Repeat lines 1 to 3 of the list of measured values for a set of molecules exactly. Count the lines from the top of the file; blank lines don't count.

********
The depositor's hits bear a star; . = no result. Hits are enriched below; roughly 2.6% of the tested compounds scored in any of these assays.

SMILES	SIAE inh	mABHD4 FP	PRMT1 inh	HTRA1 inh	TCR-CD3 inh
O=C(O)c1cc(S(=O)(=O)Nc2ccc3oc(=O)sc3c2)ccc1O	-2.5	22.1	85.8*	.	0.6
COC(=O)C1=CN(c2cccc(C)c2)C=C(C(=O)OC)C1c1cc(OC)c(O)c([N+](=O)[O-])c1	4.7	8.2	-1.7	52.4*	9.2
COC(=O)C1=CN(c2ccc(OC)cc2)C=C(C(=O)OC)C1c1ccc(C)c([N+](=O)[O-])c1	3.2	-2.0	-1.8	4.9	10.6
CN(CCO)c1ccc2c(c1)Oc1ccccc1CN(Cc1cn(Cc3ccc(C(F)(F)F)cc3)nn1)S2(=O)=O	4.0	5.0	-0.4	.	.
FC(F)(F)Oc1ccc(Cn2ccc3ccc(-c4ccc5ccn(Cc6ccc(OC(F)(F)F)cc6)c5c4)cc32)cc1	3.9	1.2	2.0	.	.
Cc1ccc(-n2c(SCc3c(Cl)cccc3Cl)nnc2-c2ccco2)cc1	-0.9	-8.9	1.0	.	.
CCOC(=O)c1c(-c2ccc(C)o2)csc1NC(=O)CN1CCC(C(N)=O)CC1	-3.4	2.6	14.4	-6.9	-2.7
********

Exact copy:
The depositor's hits bear a star; . = no result. Hits are enriched below; roughly 2.6% of the tested compounds scored in any of these assays.

SMILES	SIAE inh	mABHD4 FP	PRMT1 inh	HTRA1 inh	TCR-CD3 inh
O=C(O)c1cc(S(=O)(=O)Nc2ccc3oc(=O)sc3c2)ccc1O	-2.5	22.1	85.8*	.	0.6